Both Michigan and Ohio State would've been locks for the playoff. All they would have been playing for would have been a first-round bye. And so what for the loser? The team that ended up losing, Ohio State, would get to host Penn State—a team they already beat handily. Oregon and Washington would be the same story. And if Alabama had lost that Auburn game, they would have still been in, too. As for Florida State's miserable performances against Florida and Louisville? They would have gotten a first-round home game against Liberty. Not much of a difference from a bye.


Expanded CFP
© Thomas Shea-USA TODAY Sports

Some other quirks with a 12-team playoff this season include Ole Miss traveling to Georgia, and Oregon getting another crack at a title. Remember the first time we got the exact Ole Miss at Georgia game? The Bulldogs devastated the Rebels 52-17. That definitely wasn't a fluke, so why would Ole Miss deserve another shot at it? Why should Oregon get another chance at a title when they have proven—twice—that they can't beat Washington? And we already mentioned the Penn State at Ohio State matchup.



So what do all those games matter in the regular season? Why play those games if the loser is just going to get another crack at it anyway? It's funny that all the media personalities that complained about Florida State's CFP snub ruining the regular season and making it meaningless are the same ones who are just full of excitement for this playoff that will do the same thing? It seems a bit backward.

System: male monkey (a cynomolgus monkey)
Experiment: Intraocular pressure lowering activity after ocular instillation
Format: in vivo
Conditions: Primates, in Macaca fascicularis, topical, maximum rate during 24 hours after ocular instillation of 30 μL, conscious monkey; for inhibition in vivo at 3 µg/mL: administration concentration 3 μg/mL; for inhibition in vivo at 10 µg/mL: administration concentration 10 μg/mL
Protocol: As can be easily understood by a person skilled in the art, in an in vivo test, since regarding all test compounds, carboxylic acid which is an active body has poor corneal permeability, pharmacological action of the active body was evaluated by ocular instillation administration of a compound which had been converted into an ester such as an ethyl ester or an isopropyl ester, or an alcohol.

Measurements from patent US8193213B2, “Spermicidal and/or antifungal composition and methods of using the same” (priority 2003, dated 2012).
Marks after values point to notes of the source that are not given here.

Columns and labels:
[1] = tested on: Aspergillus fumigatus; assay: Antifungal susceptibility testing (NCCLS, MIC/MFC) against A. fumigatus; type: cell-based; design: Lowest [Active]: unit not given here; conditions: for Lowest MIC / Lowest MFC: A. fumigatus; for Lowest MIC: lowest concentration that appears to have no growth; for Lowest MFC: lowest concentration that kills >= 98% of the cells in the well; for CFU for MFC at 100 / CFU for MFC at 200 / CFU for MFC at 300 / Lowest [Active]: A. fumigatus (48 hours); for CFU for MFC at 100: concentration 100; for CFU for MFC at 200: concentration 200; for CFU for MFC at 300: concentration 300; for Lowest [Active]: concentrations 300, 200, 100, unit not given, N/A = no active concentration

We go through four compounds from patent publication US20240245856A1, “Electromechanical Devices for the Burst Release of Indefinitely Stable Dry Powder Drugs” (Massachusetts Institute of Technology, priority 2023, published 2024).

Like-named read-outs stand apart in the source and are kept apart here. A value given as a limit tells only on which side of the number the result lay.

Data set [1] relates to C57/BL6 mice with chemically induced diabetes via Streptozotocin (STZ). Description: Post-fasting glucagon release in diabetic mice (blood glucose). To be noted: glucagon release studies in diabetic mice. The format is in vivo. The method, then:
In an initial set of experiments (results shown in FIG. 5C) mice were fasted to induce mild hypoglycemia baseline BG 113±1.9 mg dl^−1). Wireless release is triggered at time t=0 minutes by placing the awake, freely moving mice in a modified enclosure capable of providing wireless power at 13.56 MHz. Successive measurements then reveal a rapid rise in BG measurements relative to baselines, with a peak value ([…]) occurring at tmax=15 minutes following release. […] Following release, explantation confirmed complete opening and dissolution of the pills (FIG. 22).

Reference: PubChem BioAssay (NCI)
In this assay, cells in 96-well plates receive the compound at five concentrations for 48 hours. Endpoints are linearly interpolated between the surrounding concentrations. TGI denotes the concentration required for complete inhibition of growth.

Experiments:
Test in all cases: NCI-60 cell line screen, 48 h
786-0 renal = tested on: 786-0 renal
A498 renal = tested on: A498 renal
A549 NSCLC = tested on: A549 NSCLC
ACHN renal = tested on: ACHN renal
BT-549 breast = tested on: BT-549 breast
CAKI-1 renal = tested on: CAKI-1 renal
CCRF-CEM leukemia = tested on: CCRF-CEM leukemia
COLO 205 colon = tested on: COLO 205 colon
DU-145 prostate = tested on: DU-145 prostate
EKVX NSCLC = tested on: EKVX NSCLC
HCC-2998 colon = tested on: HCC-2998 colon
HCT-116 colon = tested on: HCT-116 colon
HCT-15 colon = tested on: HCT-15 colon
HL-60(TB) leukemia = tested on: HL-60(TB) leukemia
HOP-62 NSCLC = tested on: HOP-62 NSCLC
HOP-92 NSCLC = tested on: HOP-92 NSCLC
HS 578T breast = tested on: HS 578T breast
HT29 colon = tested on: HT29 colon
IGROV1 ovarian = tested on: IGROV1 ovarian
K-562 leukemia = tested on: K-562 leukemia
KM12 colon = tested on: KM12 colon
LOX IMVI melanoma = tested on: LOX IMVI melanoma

Playoff Expansion Problems

Twelve teams for the Playoff is too many. Every year, there'll be undeserving teams like Ole Miss, Penn State and Oregon from 2023. Imagine the teams we would've had in 2022: No. 3 Clemson, No. 4 Utah, No. 10 USC and No. 11 Penn State. There are some other borderline teams in there too. Almost every year before 2023, the committee has struggled to find four teams that are truly worthy of the playoff. Last season was the first year where we've really needed more than four teams.


Now, a 14-team playoff has been discussed. With the Big Ten and SEC dominance, and auto bids by conference, everything that could possibly diminish a regular season is included. In 2023, LSU would have been in the playoff. In 2022, that year's Washington and Florida State teams would have been in. That's too many teams.


Expanded CFP
© Mark J. Rebilas-USA TODAY Sports

Teams that finish 9-3 shouldn't have a chance at a playoff berth. Even two-loss teams shouldn't unless we are talking about a team the caliber of 2023 Georgia losing to just Alabama and Texas, for example, if they had. That team would deserve a spot in a six-team playoff, but that's far from including LSU as a 14th team.


Becoming a Postseason Sport

The regular season in college football has always been the most sacred in sports and that's what made it so great. The NFL regular season is one that doesn't matter. If the Philadelphia Eagles and San Francisco 49ers were playing in Week 18 as the No. 1 and No. 2 teams in the NFC, they would both be in the playoffs no matter what, and that game would just be the difference between a bye or playing an No. 8 or No. 9 NFC South team. It wouldn't be the do-or-die we got with "The Game" in 2022 and 2023. Is it fun to watch and bet on still? Sure. But it doesn't have that feel to it.


Now, college football will become a postseason sport, just like every pro league out there. Because of that, the games won't matter like they once did. And that's not because the committee made the right choice in selecting the four best teams in 2023, it's because there will be too many teams in the College Football Playoff.